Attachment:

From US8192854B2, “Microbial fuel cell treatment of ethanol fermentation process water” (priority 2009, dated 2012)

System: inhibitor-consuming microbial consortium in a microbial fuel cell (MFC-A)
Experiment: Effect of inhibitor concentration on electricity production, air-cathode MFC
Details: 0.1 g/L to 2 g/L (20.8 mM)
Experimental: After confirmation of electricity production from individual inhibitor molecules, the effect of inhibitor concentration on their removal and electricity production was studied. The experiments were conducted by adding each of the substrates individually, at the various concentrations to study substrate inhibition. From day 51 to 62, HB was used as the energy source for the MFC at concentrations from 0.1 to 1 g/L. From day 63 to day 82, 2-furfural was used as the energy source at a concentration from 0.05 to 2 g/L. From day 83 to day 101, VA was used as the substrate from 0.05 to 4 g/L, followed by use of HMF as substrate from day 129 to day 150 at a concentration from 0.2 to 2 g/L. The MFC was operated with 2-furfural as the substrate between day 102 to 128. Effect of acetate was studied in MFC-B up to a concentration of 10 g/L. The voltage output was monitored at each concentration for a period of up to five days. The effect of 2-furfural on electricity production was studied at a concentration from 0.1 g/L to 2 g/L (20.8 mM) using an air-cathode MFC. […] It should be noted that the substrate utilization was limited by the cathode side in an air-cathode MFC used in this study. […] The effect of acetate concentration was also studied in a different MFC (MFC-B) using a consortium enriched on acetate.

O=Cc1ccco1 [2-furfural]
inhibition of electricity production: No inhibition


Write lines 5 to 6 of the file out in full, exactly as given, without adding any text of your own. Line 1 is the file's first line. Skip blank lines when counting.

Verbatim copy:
Experimental: After confirmation of electricity production from individual inhibitor molecules, the effect of inhibitor concentration on their removal and electricity production was studied. The experiments were conducted by adding each of the substrates individually, at the various concentrations to study substrate inhibition. From day 51 to 62, HB was used as the energy source for the MFC at concentrations from 0.1 to 1 g/L. From day 63 to day 82, 2-furfural was used as the energy source at a concentration from 0.05 to 2 g/L. From day 83 to day 101, VA was used as the substrate from 0.05 to 4 g/L, followed by use of HMF as substrate from day 129 to day 150 at a concentration from 0.2 to 2 g/L. The MFC was operated with 2-furfural as the substrate between day 102 to 128. Effect of acetate was studied in MFC-B up to a concentration of 10 g/L. The voltage output was monitored at each concentration for a period of up to five days. The effect of 2-furfural on electricity production was studied at a concentration from 0.1 g/L to 2 g/L (20.8 mM) using an air-cathode MFC. […] It should be noted that the substrate utilization was limited by the cathode side in an air-cathode MFC used in this study. […] The effect of acetate concentration was also studied in a different MFC (MFC-B) using a consortium enriched on acetate.

O=Cc1ccco1 [2-furfural]